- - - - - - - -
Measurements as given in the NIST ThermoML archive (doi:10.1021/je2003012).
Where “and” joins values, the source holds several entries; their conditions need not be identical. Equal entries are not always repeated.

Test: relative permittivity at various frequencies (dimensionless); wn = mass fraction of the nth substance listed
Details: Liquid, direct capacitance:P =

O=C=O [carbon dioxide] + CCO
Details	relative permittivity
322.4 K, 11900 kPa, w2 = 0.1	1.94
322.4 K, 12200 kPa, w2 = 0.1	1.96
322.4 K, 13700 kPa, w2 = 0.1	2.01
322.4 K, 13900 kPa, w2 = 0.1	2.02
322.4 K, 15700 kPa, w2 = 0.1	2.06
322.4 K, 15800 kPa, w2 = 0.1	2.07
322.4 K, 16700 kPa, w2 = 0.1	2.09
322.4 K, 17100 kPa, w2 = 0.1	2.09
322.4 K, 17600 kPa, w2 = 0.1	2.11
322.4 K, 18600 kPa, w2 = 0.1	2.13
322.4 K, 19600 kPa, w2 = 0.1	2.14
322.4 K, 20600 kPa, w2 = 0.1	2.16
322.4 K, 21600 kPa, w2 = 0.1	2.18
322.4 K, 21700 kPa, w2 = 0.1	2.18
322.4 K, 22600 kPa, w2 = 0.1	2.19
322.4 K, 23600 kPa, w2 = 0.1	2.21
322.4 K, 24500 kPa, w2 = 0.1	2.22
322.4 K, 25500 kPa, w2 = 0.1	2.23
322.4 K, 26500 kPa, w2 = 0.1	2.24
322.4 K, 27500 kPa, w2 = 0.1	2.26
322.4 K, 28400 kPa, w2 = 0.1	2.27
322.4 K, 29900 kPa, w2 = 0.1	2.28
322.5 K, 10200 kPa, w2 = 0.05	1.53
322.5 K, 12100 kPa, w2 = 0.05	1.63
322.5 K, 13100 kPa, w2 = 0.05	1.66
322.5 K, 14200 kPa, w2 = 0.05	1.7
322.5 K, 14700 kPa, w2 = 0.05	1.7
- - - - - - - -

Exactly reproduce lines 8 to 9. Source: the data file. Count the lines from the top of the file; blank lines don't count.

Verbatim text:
322.4 K, 12200 kPa, w2 = 0.1	1.96
322.4 K, 13700 kPa, w2 = 0.1	2.01